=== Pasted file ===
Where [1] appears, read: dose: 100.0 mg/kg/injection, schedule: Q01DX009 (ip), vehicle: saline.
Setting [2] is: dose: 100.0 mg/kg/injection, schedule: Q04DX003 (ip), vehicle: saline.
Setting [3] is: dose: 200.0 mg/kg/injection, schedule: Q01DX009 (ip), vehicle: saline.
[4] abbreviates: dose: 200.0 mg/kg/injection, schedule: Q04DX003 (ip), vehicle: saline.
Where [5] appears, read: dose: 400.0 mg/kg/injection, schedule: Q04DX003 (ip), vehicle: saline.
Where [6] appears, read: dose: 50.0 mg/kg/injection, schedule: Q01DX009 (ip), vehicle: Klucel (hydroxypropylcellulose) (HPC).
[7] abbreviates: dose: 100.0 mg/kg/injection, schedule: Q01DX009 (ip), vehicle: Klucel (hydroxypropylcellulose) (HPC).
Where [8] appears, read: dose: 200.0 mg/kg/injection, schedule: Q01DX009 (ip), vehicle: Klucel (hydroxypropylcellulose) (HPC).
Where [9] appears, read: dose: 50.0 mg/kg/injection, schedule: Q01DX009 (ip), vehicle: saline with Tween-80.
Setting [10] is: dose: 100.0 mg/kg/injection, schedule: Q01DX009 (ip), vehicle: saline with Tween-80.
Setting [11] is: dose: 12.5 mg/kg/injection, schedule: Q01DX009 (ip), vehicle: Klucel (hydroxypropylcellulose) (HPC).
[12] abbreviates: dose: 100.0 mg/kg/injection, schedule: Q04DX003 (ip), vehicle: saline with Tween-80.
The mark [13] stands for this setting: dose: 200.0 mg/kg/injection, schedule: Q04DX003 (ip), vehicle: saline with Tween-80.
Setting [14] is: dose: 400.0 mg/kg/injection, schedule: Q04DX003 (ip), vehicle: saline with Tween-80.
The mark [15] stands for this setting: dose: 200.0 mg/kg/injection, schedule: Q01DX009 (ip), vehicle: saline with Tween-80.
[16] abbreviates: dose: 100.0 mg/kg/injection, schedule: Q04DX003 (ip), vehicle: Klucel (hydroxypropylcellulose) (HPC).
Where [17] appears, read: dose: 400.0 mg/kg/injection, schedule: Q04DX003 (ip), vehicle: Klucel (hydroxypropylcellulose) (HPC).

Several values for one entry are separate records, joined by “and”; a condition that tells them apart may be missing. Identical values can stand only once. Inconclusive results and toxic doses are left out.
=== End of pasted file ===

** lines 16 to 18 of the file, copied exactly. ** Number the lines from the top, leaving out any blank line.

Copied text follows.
[16] abbreviates: dose: 100.0 mg/kg/injection, schedule: Q04DX003 (ip), vehicle: Klucel (hydroxypropylcellulose) (HPC).
Where [17] appears, read: dose: 400.0 mg/kg/injection, schedule: Q04DX003 (ip), vehicle: Klucel (hydroxypropylcellulose) (HPC).

Several values for one entry are separate records, joined by “and”; a condition that tells them apart may be missing. Identical values can stand only once. Inconclusive results and toxic doses are left out.